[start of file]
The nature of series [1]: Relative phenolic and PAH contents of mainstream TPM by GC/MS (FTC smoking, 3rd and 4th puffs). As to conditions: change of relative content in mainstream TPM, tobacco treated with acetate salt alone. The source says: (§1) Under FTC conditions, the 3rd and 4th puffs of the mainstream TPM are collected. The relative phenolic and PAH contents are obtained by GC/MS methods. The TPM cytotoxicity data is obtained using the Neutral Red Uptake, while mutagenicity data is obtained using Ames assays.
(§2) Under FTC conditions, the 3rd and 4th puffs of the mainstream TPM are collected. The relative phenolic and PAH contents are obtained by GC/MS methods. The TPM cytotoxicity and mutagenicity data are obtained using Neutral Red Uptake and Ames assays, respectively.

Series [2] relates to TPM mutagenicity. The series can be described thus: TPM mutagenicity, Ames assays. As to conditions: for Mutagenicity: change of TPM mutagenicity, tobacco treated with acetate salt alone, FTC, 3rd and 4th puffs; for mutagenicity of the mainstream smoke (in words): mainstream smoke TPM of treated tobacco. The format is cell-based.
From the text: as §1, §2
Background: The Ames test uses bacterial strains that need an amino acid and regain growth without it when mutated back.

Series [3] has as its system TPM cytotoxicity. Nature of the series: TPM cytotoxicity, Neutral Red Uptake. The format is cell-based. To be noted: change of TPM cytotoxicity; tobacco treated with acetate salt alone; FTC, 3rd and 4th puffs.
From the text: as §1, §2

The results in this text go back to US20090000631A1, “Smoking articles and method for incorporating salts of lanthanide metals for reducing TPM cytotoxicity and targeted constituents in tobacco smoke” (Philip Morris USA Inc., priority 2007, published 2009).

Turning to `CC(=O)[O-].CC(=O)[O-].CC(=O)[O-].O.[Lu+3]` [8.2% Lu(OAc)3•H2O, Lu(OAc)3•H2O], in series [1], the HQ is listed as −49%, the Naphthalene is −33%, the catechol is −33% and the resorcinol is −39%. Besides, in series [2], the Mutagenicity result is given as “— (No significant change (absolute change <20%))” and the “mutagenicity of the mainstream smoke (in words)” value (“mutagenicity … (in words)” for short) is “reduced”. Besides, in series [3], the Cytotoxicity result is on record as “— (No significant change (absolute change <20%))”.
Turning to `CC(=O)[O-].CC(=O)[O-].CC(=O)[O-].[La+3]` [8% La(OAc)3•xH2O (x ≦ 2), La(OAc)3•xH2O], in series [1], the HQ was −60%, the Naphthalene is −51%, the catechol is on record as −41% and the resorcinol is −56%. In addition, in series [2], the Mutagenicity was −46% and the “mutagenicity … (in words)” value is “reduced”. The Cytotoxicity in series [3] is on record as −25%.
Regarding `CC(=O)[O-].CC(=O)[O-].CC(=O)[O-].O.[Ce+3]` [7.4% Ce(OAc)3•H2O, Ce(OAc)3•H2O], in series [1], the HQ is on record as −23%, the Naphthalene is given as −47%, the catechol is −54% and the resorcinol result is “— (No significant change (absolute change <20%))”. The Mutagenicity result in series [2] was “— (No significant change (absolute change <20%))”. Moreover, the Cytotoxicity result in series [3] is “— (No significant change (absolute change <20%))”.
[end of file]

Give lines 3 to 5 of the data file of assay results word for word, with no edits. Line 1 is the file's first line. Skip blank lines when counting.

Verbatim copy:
Series [2] relates to TPM mutagenicity. The series can be described thus: TPM mutagenicity, Ames assays. As to conditions: for Mutagenicity: change of TPM mutagenicity, tobacco treated with acetate salt alone, FTC, 3rd and 4th puffs; for mutagenicity of the mainstream smoke (in words): mainstream smoke TPM of treated tobacco. The format is cell-based.
From the text: as §1, §2
Background: The Ames test uses bacterial strains that need an amino acid and regain growth without it when mutated back.